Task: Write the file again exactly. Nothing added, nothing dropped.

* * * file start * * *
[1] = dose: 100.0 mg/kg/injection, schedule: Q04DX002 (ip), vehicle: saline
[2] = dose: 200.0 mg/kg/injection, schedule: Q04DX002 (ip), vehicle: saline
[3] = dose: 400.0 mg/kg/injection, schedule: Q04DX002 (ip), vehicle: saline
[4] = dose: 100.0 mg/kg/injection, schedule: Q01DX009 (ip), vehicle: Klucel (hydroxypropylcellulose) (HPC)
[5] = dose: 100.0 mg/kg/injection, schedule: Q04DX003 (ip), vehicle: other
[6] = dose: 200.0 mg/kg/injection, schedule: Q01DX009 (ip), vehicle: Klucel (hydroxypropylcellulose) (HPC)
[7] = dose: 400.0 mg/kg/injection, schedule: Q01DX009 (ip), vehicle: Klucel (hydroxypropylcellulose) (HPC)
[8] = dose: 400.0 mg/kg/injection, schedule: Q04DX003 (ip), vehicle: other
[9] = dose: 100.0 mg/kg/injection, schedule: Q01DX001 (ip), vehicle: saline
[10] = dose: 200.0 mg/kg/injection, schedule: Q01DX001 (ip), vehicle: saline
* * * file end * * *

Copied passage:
[1] = dose: 100.0 mg/kg/injection, schedule: Q04DX002 (ip), vehicle: saline
[2] = dose: 200.0 mg/kg/injection, schedule: Q04DX002 (ip), vehicle: saline
[3] = dose: 400.0 mg/kg/injection, schedule: Q04DX002 (ip), vehicle: saline
[4] = dose: 100.0 mg/kg/injection, schedule: Q01DX009 (ip), vehicle: Klucel (hydroxypropylcellulose) (HPC)
[5] = dose: 100.0 mg/kg/injection, schedule: Q04DX003 (ip), vehicle: other
[6] = dose: 200.0 mg/kg/injection, schedule: Q01DX009 (ip), vehicle: Klucel (hydroxypropylcellulose) (HPC)
[7] = dose: 400.0 mg/kg/injection, schedule: Q01DX009 (ip), vehicle: Klucel (hydroxypropylcellulose) (HPC)
[8] = dose: 400.0 mg/kg/injection, schedule: Q04DX003 (ip), vehicle: other
[9] = dose: 100.0 mg/kg/injection, schedule: Q01DX001 (ip), vehicle: saline
[10] = dose: 200.0 mg/kg/injection, schedule: Q01DX001 (ip), vehicle: saline